What are three ways in which Helen's situation when she comes to Holmes is similar to Julias just before death?
There are a number of similarities between the two sisters in this story. When Helen Stoner arrives, it is clear that she fears her fate will exactly mirror that of her sister: the two are young women, but both are prematurely aged by their living situation ("her hair had begun to whiten," Helen says of her sister, "just as mine has"). Because the sisters are twins, they are established as a sort of natural parallel, reflections of each other.
At the time of her death, moreover, Julia was deeply terrified—Helen describes her "terrified scream." At the time of her visit to Holmes, Helen too is gripped with fear, declaring, "it is not cold that makes me shiver . . . it is terror." She is sure that the "impending doom" will also claim her as a victim.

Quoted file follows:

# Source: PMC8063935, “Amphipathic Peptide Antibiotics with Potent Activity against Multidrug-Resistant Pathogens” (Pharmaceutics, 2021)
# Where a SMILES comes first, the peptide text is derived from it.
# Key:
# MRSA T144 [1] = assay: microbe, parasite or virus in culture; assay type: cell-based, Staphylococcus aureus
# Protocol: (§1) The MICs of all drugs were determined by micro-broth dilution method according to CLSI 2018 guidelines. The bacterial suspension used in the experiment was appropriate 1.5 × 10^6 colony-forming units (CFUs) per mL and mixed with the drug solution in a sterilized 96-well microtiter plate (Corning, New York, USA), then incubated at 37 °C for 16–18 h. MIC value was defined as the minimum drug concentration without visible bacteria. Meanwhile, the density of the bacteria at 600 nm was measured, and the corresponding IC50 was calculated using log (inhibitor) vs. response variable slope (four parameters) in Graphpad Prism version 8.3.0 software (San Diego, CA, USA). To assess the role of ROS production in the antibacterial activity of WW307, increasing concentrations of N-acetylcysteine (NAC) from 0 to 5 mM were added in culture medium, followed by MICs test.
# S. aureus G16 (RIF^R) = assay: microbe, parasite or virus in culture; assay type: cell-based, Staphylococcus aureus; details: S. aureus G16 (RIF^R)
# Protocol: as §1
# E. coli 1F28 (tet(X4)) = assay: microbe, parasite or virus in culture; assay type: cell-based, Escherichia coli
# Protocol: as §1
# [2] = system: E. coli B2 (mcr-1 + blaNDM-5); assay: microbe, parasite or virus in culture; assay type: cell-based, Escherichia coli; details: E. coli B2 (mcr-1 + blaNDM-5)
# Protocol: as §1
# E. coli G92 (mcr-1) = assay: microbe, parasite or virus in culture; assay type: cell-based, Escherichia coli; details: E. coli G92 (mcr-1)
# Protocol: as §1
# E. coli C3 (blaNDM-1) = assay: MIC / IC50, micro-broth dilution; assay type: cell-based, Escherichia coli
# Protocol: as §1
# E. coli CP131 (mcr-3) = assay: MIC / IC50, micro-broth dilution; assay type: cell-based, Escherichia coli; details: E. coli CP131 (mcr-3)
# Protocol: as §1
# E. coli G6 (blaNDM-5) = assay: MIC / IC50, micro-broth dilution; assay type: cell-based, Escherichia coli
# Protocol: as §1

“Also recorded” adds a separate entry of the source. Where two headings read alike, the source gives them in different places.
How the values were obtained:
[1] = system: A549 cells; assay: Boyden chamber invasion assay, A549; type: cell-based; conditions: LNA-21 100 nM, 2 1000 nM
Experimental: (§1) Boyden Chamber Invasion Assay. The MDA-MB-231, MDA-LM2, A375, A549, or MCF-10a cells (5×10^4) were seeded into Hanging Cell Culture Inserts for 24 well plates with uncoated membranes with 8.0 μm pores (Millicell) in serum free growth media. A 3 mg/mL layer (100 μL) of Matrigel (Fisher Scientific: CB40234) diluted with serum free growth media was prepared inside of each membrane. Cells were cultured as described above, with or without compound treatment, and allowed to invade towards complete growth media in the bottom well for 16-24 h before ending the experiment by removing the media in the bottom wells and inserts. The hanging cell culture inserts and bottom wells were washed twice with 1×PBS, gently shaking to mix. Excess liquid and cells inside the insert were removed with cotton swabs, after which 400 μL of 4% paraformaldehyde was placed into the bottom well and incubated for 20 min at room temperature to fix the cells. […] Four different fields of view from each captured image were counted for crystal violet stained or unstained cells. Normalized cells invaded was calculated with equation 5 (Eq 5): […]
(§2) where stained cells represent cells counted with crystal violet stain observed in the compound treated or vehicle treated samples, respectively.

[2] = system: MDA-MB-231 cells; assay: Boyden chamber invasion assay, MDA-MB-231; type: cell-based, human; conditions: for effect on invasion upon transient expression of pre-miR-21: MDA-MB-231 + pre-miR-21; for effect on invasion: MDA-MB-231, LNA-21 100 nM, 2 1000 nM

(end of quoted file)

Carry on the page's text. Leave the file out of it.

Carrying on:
Finally, we know that Julia had become engaged shortly before her death. Helen, too, has recently accepted a proposal from a man, and due to repairs at the home, she has been forced to move into the room where Julia died, sleeping in the bed in which Julia slept.
Helen is in a similar position as Julia was in several ways.
They are sisters.
They are or were living with Dr. Roylett.
They fear what was about to happen (or, in the case of the dead sister, what did happen).
They heard a mysterious whistling in the night.
They sleep in a room with a false bell rope.
They were both about to be married when strange things began to occur.
They both hear a low whistle in the dead of night.
They were both afraid of their step-father and his wild animals that roamed freely on the grounds.